§ 58. Sir J. WARDLAW-MILNE
asked the Parliamentary Secretary to the Board of Education if he will state what is the 24 estimate of the number of children of school-attendance age who will require to be dealt with in the years 1935 to 1940 as against the five years 1925 to 1930?
§ The PARLIAMENTARY SECRETARY to the BOARD of EDUCATION (Mr. Ramsbotham)
The number of children over the age of five on the registers of public elementary schools was, approximately, 5,350,000 in 1925 and 5,362,000 in 1930. The number is estimated to increase to 5,428,000 next year. A decrease will begin in 1934 and the corresponding estimate is, approximately, 5,175,000 in 1935, falling by degrees to, approximately, 4,680,000 in 1940.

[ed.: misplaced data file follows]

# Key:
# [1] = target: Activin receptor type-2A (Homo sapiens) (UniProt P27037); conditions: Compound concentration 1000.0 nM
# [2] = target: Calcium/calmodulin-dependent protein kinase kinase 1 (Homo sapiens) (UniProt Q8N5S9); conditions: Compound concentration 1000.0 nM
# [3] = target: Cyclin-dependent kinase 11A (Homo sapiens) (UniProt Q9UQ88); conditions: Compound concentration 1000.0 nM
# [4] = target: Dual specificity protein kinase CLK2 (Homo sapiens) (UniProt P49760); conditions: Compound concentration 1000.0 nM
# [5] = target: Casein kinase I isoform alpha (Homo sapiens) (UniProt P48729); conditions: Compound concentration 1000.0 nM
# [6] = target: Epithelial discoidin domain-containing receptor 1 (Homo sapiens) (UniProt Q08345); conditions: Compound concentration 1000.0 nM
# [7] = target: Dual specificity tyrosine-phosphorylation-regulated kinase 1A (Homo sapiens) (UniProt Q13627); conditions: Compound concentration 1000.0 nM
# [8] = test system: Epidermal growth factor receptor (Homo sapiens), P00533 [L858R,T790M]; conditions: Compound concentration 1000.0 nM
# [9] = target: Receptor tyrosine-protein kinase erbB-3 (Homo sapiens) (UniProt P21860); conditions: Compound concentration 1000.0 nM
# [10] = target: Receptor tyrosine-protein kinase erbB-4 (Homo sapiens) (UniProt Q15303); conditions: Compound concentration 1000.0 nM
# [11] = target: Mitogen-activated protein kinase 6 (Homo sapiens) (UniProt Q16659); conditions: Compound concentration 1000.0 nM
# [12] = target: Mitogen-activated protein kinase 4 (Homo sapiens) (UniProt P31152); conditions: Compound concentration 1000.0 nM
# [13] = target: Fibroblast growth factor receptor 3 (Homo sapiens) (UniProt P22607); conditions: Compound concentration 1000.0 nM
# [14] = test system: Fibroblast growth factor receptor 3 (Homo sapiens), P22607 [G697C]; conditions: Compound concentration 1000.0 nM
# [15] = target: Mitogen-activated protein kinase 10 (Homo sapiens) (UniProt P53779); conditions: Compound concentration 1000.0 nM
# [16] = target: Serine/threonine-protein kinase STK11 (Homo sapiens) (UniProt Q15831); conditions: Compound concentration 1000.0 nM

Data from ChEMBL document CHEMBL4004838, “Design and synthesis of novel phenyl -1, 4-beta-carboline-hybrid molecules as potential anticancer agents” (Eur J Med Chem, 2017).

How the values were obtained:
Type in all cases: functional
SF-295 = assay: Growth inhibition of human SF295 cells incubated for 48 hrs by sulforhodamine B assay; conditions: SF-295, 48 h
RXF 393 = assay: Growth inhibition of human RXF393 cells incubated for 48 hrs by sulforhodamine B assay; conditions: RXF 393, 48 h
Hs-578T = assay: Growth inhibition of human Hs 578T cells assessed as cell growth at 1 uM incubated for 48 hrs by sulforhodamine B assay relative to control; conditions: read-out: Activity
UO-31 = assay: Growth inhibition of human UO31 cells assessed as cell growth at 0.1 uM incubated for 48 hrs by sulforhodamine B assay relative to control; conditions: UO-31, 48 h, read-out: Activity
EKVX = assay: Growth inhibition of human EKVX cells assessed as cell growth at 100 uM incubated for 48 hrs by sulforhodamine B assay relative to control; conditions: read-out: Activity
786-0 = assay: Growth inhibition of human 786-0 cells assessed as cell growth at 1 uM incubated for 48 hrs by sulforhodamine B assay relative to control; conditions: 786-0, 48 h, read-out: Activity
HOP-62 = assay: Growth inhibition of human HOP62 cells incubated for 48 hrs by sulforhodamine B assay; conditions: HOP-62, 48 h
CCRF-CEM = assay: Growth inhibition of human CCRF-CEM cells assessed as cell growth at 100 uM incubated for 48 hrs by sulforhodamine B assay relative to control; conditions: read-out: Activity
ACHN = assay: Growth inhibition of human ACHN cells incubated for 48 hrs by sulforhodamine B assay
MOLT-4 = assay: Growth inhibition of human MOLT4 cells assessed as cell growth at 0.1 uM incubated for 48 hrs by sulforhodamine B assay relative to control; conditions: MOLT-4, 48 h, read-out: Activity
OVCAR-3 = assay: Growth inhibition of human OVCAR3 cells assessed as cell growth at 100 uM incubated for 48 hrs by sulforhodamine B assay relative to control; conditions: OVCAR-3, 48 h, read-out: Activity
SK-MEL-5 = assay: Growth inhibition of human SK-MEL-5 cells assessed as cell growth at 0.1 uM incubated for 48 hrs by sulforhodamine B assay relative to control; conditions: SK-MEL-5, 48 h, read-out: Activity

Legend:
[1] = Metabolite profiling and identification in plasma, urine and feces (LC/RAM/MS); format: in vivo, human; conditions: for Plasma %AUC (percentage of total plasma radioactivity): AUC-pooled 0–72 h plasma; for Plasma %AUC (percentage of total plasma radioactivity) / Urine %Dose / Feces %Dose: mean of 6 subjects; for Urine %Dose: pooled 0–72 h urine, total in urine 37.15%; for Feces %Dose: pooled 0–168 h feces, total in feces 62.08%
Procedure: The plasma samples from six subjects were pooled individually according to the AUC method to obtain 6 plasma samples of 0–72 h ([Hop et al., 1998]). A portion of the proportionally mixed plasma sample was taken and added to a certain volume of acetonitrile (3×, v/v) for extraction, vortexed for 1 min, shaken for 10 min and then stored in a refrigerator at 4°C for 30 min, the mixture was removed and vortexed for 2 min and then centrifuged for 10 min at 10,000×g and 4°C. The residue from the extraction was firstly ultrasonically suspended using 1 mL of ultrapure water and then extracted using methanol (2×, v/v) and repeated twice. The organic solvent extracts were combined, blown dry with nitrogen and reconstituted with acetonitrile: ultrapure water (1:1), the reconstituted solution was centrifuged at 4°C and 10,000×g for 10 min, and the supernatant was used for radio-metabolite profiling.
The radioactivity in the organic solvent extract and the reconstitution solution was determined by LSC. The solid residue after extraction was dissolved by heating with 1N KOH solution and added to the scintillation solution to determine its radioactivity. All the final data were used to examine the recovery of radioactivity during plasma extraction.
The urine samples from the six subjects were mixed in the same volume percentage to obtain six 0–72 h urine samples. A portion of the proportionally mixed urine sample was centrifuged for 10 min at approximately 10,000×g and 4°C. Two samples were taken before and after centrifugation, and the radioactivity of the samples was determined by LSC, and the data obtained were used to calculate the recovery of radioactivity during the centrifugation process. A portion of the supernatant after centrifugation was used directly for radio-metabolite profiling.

§ Sir J. WARDLAW-MILNE
May I ask whether, in view of the estimated decline in the number of children attending school in the next few years, the Board of Education still think it desirable to go on with their programme of spending £10,000,000 on new school buildings?
§ Mr. RAMSBOTHAM
The figures I have given are well known to authorities administering education, and, in point of fact, there has been a great decrease in the capital expenditure sanctioned this year as compared with previous years.
§ Mr. T. WILLIAMS
Is it not the case that in many areas there are still schools in which there are 60 children in a class? Does not my hon. Friend the Parliamentary Secretary think that money spent on education is more or less wasted if we have such large classes as these?